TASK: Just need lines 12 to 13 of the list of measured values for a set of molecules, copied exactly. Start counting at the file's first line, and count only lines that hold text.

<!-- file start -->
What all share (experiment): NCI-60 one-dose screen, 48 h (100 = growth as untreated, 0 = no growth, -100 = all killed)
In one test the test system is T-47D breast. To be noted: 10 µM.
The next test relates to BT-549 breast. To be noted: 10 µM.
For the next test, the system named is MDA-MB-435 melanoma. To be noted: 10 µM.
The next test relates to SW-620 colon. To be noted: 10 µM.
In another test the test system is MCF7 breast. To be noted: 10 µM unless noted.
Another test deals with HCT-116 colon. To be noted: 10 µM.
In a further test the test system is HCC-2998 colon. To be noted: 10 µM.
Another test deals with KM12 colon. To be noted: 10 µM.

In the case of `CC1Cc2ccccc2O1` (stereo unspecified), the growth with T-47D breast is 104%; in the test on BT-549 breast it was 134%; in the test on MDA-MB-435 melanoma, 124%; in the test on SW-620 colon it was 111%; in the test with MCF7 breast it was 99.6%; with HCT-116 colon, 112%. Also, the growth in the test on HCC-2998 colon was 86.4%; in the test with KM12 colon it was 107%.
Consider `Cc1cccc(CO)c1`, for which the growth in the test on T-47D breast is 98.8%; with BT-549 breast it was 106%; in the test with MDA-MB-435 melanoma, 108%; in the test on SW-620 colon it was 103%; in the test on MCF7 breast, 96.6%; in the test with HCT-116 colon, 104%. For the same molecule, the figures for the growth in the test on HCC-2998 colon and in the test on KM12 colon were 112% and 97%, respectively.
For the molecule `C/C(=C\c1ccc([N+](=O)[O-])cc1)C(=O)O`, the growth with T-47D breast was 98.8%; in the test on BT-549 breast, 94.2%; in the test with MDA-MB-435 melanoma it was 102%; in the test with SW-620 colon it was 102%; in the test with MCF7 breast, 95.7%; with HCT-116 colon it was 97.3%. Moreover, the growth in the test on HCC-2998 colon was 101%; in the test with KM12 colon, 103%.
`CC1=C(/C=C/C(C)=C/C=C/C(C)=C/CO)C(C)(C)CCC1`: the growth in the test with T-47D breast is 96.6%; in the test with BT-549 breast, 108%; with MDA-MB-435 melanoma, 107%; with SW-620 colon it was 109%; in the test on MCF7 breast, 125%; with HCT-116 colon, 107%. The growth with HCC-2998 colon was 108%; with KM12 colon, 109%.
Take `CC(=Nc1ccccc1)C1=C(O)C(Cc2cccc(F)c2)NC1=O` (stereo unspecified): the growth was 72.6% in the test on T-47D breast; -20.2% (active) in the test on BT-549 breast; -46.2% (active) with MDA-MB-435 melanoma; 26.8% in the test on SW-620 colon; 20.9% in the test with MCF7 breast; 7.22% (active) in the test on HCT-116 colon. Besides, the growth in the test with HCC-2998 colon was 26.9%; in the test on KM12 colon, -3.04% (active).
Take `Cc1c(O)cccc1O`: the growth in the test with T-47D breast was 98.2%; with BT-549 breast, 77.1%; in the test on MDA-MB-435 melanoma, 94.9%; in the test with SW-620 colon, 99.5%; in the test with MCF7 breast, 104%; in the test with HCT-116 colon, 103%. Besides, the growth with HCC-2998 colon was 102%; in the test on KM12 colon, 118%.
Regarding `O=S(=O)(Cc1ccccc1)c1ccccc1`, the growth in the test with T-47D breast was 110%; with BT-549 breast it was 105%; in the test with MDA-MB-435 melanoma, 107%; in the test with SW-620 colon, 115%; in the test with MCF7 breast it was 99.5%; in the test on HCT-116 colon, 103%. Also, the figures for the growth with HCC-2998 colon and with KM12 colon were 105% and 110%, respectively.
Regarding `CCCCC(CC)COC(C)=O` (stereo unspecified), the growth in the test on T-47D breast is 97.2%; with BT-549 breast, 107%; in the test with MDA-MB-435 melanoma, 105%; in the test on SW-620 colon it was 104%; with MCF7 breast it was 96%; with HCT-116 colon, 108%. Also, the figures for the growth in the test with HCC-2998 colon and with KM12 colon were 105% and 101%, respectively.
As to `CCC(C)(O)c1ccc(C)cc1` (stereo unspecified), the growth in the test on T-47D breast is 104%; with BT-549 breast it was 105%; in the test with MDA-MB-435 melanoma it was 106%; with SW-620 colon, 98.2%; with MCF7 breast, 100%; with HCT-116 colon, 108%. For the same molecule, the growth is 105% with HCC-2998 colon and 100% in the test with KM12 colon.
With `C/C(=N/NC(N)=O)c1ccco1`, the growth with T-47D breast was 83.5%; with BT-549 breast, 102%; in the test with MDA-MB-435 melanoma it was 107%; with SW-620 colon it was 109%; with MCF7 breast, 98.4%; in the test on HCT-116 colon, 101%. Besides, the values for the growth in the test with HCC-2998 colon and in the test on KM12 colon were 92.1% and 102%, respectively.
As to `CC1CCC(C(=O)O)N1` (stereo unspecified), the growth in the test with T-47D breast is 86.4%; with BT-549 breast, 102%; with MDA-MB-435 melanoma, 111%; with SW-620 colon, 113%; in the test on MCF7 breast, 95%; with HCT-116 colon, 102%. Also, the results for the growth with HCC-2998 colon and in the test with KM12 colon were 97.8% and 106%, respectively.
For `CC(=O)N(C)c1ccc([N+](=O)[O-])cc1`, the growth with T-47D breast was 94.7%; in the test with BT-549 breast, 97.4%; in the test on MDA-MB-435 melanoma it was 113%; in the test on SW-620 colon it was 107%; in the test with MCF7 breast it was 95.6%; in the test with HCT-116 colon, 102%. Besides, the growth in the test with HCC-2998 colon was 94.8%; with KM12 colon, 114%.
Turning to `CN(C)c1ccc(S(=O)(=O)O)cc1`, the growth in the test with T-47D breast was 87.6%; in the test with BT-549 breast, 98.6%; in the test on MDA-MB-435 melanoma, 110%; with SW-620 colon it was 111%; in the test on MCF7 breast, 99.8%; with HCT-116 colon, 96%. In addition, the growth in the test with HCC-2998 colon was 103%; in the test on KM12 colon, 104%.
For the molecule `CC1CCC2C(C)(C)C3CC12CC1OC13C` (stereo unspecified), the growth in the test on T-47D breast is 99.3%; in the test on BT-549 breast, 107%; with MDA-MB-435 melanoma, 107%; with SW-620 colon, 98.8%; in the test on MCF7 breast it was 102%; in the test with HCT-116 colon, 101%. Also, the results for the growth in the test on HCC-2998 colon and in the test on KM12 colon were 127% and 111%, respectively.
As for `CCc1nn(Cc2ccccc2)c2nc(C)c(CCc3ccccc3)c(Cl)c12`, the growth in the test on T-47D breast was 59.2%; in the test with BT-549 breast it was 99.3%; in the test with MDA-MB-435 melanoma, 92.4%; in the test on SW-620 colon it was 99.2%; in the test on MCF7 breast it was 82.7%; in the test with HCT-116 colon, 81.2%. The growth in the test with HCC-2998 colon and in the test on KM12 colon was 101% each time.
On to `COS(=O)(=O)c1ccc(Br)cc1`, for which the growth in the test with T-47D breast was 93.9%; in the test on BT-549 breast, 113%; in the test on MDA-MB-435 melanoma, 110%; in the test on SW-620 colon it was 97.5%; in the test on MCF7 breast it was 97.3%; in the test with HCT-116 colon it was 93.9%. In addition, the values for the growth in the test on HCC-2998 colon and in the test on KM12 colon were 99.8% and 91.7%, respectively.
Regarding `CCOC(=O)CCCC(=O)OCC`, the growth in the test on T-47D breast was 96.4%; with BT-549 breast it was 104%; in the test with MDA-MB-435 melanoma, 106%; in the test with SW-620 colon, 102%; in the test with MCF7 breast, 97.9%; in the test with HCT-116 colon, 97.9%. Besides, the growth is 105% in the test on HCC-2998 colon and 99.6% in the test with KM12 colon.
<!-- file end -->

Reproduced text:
For the molecule `C/C(=C\c1ccc([N+](=O)[O-])cc1)C(=O)O`, the growth with T-47D breast was 98.8%; in the test on BT-549 breast, 94.2%; in the test with MDA-MB-435 melanoma it was 102%; in the test with SW-620 colon it was 102%; in the test with MCF7 breast, 95.7%; with HCT-116 colon it was 97.3%. Moreover, the growth in the test on HCC-2998 colon was 101%; in the test with KM12 colon, 103%.
`CC1=C(/C=C/C(C)=C/C=C/C(C)=C/CO)C(C)(C)CCC1`: the growth in the test with T-47D breast is 96.6%; in the test with BT-549 breast, 108%; with MDA-MB-435 melanoma, 107%; with SW-620 colon it was 109%; in the test on MCF7 breast, 125%; with HCT-116 colon, 107%. The growth with HCC-2998 colon was 108%; with KM12 colon, 109%.